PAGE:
Red, you have, as usual, hit on something I hadn't thought about in my post (which is why I'm no economist nor social activist)--if pharmacists at, say, Walmart behave in a way we find upsetting, even if they don't behave that way to us, we can let Walmart (or other pharmacies) know that we're through with them.

So, even if some woman's only feasible choice is Walmart and some dumb-ass pharmacist--even if she can't afford a total boycott of Walmart for all of her prescriptions--those of us who can make other choices, who have more than one option, should.
 
I have to disagree with you on this one drumgurl, for several reasons:

1. We're not talking about frivolous products here, but medical prescriptions necessary for one's health. Pharmacies should be required to have at least one pharmacist on duty at all hours of their businesses operation in order to fill all legal prescriptions, or have their pharmacy license pulled. This is a public health and public safety issue, and as such, the state has an interest in protecting the public.

2. Transportation is a big problem in many areas of the country. The coy "oh, we'll help you get this scrip filled across town" isn't going to help a woman who rode the bus to get her scrip filled, and the bus service ends before her chance to get across town. There are many other cities that have no bus service at all. The woman who walked a mile to get her scrip filled probably does not have the time in her day to walk another five miles to the next pharmacy. Again, I don't think it's asking too much for a business that is licensed to sell medicine to be required to have at least one person on board during hours of operation that is willing to fill all prescriptions. And yeah, there is the pesky issue of certain pharmacies being the only game in town for a thirty mile (or more) radius.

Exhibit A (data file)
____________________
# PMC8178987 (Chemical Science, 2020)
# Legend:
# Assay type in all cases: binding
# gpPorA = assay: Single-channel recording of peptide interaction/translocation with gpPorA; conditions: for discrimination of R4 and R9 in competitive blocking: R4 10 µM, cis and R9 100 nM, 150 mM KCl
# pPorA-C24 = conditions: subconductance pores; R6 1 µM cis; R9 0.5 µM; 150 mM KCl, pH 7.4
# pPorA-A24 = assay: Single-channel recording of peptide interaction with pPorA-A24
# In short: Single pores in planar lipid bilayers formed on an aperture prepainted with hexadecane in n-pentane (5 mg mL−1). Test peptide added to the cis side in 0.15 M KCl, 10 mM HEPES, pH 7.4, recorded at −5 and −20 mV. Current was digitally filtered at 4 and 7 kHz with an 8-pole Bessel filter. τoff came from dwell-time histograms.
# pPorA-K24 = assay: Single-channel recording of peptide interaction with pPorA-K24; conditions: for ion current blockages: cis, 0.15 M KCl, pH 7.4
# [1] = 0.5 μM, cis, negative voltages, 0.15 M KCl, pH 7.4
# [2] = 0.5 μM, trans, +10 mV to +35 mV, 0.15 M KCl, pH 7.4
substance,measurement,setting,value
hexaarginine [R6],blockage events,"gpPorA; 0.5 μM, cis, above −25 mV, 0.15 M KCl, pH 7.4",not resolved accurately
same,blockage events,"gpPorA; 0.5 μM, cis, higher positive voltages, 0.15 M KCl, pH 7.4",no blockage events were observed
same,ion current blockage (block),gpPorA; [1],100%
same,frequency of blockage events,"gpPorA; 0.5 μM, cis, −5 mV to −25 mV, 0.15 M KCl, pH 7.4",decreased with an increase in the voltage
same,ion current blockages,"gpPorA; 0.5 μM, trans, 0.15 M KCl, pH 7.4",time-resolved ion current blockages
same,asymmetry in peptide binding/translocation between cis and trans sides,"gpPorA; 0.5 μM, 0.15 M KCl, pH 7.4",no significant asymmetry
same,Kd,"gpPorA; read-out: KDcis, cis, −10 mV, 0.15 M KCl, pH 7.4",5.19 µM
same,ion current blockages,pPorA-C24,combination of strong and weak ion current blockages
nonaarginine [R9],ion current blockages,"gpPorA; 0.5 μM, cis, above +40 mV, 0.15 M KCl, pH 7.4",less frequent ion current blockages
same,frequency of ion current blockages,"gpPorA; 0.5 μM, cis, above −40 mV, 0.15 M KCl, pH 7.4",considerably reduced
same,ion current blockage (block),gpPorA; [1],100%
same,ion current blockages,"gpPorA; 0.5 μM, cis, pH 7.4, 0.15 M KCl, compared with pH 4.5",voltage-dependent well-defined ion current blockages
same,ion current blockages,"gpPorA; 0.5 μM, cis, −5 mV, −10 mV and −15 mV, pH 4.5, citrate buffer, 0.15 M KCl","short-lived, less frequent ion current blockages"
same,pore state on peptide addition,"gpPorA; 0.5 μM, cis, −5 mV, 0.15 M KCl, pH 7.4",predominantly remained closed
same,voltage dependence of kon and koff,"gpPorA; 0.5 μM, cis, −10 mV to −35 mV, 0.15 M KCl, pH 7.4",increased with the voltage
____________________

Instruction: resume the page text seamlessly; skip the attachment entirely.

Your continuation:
3. Most insurance plans require that a person use a specific pharmacy or pharmacies; it is entirely possible that a person could be left without a way to afford their prescription, even if they could theoretically access another nearby pharmacy. I'm allergic to several classes of antibiotics. I have insurance, which means I get to pay $15. If I had to pay out of my own pocket for the more unusual prescriptions I require to battle infection, it would cost me over $100.

4. The idea that there is a natural force in 'competition' that is a leveller amongst businesses is bogus. It sure didn't (and doesn't) work that way in regards to racism and sexism. Businesses are run by people, with all of their foibles. People do not always operate in a rational manner. Some of them insist on racism and sexism, highly irrational forms of behavior that not only have a high cost to society at large, but have a high cost to those businesses that practice them....and I'm not talking about lawsuits, but the everyday losses incurred by the refusal to treat their female and of color employees and customers equally and with respect. It costs them. They don't care. And if there are enough businesses in the area that operate in the same manner, that will be the status quo. Laws were needed to battle racism and sexism, and unfortunately laws are needed to get our damn prescriptions filled.

I am all for Gov. Rod Blagojevich taking the hard line here in Illinois. This is a public health issue. Fuck pharmacies that aren't concerned with women's health. Maybe they'll get concerned if their license is yanked. This isn't any different from a lunch counter refusing to serve black folks...keep your sorry racist ass at home if you can't serve everyone!
 
Nicely put, La Lubu. I would only add that Red's take on all of this means (if I read her right) that the state NEVER ought to have control over this stuff, even if it is in the interest of public health and safety. This is where libertarianism seems counterintuitive, at least to me...
 
Here is yet another very important little facet concerning this business of religious, right-wing pharmacy activism...ok, scratch that...idiots not handing out legal prescriptions:

What the hell happens when they don't give you back your prescription?!

Forget the voyage to another pharmacy for the lucky ones that have a way to get there or one to go to! Now, you don't even have the slip of paper. Now what? That is what is happening out there! Take a nice long look at Atwood's The Hand Maid's Tale, for possible coming attractions.